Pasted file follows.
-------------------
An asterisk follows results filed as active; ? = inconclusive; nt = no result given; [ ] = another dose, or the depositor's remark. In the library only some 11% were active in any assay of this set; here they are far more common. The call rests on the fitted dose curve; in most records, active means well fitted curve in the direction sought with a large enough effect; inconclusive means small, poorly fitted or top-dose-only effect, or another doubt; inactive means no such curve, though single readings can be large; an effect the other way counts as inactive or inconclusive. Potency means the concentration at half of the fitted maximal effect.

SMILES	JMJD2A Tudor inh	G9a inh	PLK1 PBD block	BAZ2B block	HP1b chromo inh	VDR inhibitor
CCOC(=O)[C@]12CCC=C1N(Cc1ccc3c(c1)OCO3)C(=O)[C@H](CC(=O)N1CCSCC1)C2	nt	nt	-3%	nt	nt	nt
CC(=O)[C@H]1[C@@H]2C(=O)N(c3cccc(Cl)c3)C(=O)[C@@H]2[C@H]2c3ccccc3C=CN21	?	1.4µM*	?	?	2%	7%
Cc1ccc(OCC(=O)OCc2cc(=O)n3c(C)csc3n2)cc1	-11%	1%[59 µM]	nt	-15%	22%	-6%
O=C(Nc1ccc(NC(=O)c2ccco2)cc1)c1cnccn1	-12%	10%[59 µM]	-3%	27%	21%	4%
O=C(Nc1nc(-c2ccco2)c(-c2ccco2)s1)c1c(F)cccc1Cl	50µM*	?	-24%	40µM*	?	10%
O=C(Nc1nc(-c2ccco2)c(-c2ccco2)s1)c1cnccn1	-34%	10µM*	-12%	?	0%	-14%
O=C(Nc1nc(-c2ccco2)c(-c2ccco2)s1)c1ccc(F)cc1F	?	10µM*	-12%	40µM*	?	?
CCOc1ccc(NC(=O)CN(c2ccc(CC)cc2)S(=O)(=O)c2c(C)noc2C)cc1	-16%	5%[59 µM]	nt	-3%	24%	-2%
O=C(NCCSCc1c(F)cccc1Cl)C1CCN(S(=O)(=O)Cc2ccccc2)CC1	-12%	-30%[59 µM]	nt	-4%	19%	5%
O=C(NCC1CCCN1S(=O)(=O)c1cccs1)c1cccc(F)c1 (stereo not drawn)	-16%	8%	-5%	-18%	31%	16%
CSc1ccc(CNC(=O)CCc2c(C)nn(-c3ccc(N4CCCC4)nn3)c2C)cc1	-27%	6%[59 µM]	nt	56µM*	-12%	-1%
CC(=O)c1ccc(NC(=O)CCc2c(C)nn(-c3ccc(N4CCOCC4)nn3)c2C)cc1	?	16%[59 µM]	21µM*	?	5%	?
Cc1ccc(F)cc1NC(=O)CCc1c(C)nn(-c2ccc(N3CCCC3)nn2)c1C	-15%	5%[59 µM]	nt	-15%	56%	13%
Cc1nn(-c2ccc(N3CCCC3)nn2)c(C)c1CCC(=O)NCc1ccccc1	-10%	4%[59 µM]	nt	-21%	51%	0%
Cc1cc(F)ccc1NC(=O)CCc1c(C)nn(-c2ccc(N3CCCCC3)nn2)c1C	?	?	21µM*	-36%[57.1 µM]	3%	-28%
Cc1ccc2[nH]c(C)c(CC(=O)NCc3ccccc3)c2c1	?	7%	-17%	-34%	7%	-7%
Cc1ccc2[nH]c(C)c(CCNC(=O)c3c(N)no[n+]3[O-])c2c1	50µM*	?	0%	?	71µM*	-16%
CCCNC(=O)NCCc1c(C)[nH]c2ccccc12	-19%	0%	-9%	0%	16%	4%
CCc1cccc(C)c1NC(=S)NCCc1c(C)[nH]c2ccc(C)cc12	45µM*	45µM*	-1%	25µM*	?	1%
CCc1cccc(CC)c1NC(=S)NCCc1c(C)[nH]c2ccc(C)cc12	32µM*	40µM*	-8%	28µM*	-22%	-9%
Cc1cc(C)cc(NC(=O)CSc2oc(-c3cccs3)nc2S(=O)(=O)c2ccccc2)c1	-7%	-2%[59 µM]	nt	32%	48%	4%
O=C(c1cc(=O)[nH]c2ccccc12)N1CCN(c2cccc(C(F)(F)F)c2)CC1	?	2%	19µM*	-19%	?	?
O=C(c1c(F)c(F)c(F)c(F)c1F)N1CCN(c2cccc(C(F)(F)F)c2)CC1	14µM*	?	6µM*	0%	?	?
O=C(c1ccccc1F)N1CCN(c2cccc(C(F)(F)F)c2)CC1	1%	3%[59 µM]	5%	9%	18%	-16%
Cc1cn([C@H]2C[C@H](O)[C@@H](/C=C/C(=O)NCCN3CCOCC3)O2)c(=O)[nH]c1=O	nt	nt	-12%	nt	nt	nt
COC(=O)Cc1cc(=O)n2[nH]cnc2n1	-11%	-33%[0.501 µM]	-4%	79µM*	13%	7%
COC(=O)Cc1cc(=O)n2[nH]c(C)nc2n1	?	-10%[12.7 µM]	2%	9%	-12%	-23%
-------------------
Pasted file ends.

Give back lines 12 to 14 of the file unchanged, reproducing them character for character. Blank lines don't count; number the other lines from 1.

O=C(NCC1CCCN1S(=O)(=O)c1cccs1)c1cccc(F)c1 (stereo not drawn)	-16%	8%	-5%	-18%	31%	16%
CSc1ccc(CNC(=O)CCc2c(C)nn(-c3ccc(N4CCCC4)nn3)c2C)cc1	-27%	6%[59 µM]	nt	56µM*	-12%	-1%
CC(=O)c1ccc(NC(=O)CCc2c(C)nn(-c3ccc(N4CCOCC4)nn3)c2C)cc1	?	16%[59 µM]	21µM*	?	5%	?